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Student hauls in NWO grant for research into 'rejuvenating gene'

Master's student Thalia Luden receives an NWO grant for her research proposal about a gene that brings flowering plants back into a growth phase. Companies in floriculture and vegetable seed breeding also contribute to the research.

Thalia Luden

Her graduation is yet to come, but she has already arranged her PhD project: Thalia Luden wrote her own research proposal, which NWO honoured with around 280,000 euros. Various vegetable seed and floriculture breeding companies also contribute financially to the research. Thalia wrote the proposal together with Remko Offringa, Professor of Plant developmental genetics at the Institute of Biology Leiden. In his lab, she will research a gene that can rejuvenate plants. Applicant and forthcoming researcher Thalia Luden talks about her project, which she will start early 2020.

How did you come across this research?

‘During my Masters in Green Life Sciences at the UvA, I participated in the graduate program of the Interuniversity Graduate School Experimental Plant Sciences. That allowed me to write a research proposal for the NWO Graduate School Green Top Sectors program. I knew that I wanted to do something with the developmental biology of plants. I visited various labs, and Leiden interested me the most. Professor Offringa's group had the opportunity to research a rejuvenating gene. That appealed my imagination.’

Thale cress

A rejuvenating gene?

‘That gene, it was discovered, suppresses the flowering of a plant. If the so-called REJUVENATOR/AHL15 gene is switched “on”, it rejuvenates the plant by producing new leaves instead of flowers. This also happens with annual plants. Normally an annual plant dies after flowering. In the lab, we can switch on the rejuvenating gene of the annual plant Arabidopsis thaliana, the thale cress.  The plant then produces new leaves and can become perennial. Also, environmental factors such as temperature and day length influence which life stage a plant enters: the growth phase or the flowering phase. I'm going to investigate how that works and how we can use that to make a plant bloom or grow.’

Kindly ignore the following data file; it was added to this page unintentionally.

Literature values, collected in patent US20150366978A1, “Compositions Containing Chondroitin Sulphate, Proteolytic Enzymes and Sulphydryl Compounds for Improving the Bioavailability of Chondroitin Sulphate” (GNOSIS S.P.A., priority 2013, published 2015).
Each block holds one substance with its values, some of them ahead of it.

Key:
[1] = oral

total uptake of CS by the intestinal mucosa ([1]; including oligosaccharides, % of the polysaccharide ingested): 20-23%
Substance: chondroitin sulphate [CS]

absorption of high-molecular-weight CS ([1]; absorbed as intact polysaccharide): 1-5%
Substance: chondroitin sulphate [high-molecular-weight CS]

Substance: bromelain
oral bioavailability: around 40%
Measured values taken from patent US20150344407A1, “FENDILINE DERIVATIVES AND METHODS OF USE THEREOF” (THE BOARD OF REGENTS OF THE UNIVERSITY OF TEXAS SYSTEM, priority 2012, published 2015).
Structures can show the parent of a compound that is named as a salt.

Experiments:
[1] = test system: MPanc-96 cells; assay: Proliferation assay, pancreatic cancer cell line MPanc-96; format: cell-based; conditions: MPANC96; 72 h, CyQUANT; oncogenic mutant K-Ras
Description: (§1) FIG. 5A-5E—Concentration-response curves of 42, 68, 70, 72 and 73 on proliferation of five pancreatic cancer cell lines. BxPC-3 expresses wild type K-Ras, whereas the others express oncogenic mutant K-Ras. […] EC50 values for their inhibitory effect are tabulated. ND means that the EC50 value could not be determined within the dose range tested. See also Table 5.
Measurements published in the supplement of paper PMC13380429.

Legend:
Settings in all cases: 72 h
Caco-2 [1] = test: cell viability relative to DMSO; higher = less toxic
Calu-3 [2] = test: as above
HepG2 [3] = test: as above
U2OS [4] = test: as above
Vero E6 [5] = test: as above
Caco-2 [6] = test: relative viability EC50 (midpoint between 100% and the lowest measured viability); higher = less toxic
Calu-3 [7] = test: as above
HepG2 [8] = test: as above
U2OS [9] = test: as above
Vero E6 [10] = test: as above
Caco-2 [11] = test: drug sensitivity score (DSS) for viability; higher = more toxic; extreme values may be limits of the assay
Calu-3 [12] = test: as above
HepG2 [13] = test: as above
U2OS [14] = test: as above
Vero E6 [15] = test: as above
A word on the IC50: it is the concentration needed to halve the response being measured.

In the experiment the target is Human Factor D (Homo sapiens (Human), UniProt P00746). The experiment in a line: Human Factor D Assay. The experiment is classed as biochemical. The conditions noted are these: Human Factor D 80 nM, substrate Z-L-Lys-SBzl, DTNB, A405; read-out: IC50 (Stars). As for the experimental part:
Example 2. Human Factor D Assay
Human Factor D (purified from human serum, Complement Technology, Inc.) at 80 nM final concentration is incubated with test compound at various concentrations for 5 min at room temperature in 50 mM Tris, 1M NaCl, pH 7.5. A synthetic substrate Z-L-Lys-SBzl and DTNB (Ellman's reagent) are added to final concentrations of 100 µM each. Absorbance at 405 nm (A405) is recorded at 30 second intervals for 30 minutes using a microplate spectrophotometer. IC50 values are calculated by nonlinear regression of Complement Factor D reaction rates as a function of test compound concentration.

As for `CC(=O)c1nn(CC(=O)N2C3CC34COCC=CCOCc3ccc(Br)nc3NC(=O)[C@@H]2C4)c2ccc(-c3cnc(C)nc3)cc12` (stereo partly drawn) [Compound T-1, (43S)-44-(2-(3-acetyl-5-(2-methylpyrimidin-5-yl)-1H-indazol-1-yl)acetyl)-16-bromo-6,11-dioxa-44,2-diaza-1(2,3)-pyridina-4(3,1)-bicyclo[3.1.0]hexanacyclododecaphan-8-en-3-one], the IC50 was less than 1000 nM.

Various companies contribute to this research. Why is that?

‘One of those companies is a breeder for chrysanthemum cultivation. That company sells chrysanthemum vegetative cuttings, which are cuttings that have not yet flowered, to chrysanthemum growers. These vegetative cuttings are now grown in countries such as Ethiopia and Colombia, where the weather conditions are more constant compared to the Netherlands. Despite the constant environmental factors, regulating the vegetative phase is also a challenge there: if cuttings start to flower before they are fully grown, it results in financial losses. The companies are therefore looking at its application, but my research is mainly about mapping the system and discovering the fundamental aspects of the rejuvenating gene.’

Within the NWO Graduate School Green Top Sectors program, excellent Master's students can submit a proposal for PhD research, in collaboration with knowledge institutions and companies. The program aims to promote innovative and high-quality scientific research within the top sectors Agri & Food and Horticulture & Propagation Materials and to attract and train talented scientists. The NWO committee assessed the Leiden research proposal as 'very good'. Candidate Thalia Luden and Professor Offringa’s research group were rated ‘excellent’.

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